The books I’d most want to save are actually in my office at Merton. The only thing I own that is remotely close to being a unique copy is my copy of Lynette Roberts’s Collected Poems, ed. John Pikoulis (Bridgend: Seren, 1998), a book that the publisher withdrew and pulped before publication, but not before six or so copies had been accidentally released to the Oxford Blackwells.
But even that edition circulated in photocopied form, and since Patrick McGuinness’s edition came out (Manchester: Carcanet, 2005), its loss has been less keenly felt.
The other category of book I’d want to save is those with annotations. A heavily annotated text can represent years of work, and though half the value lies in having the insight that led to the annotation, and the act of annotation is really just a means of physically sealing that insight, I’d still be sorry to lose certain books. The trouble would be, which ones should I select?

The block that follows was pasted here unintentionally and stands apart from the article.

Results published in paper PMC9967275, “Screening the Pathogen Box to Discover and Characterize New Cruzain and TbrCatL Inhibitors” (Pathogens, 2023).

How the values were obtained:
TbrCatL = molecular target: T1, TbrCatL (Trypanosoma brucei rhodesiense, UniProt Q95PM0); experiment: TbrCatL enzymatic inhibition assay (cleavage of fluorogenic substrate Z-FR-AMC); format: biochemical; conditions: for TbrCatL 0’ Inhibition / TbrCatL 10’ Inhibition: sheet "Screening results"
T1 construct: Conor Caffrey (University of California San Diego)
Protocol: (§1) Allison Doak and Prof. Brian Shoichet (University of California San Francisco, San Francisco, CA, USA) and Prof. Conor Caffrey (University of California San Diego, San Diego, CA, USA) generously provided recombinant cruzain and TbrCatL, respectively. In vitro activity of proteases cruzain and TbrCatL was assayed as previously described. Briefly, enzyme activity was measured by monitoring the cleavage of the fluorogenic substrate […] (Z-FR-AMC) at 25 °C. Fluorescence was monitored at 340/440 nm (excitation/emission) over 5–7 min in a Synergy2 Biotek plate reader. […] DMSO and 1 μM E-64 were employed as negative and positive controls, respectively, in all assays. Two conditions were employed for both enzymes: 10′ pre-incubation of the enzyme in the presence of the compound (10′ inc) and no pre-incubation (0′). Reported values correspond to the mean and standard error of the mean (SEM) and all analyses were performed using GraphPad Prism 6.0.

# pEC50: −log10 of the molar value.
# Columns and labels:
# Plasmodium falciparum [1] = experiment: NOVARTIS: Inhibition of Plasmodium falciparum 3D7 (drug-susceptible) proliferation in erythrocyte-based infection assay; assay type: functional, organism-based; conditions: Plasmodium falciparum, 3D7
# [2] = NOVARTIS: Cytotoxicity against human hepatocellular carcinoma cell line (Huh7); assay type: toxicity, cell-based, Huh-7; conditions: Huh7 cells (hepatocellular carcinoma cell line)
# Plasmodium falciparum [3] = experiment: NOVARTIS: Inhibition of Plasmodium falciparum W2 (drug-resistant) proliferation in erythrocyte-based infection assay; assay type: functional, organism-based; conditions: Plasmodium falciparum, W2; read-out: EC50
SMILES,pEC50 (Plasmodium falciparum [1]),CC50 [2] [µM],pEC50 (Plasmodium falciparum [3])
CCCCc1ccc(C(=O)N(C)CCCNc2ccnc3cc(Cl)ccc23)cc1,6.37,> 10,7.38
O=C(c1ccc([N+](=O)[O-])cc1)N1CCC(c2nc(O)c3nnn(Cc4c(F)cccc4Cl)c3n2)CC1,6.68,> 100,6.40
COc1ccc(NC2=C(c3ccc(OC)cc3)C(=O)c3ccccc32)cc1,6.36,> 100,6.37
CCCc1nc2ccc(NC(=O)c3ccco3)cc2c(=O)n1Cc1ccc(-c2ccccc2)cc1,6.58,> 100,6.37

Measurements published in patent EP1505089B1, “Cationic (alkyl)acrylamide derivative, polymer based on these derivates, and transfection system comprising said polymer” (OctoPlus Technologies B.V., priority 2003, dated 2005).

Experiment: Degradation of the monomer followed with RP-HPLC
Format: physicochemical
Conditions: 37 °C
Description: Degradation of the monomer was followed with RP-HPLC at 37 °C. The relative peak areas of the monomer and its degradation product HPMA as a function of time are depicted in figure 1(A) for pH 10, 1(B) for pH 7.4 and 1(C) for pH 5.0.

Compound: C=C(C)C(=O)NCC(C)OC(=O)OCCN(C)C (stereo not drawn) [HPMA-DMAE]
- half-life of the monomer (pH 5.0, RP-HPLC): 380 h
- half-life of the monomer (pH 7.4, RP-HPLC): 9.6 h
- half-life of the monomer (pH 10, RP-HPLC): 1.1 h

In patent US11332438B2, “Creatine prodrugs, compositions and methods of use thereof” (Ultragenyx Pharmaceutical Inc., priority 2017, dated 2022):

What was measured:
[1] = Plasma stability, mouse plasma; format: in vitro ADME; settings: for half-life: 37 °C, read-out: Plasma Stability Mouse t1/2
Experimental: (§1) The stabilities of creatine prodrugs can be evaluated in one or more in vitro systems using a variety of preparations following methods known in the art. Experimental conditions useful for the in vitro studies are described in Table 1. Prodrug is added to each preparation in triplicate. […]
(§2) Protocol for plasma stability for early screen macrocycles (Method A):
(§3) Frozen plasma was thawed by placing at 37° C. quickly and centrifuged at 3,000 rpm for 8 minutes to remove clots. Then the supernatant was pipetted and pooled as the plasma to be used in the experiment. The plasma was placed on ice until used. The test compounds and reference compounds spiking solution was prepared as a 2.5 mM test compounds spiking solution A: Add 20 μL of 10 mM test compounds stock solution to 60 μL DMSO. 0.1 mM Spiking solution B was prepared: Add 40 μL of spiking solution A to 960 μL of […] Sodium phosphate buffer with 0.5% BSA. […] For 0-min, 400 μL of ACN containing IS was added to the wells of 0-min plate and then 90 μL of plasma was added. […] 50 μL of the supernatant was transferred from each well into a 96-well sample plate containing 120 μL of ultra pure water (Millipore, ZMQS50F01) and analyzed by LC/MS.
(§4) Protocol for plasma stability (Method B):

Finally, there are books with personal connections. Here, I’d probably be inclined to save my grandmother’s Bible, presented to her at the Christadelphian Sunday School in Ashton-under-Lyne for attendance and scripture work, 1915-16. I’m not sure of her date of birth, but I think she must have been about 8 years old; she died long before I was born. The millenarianism didn’t get passed down through the family, but the book did.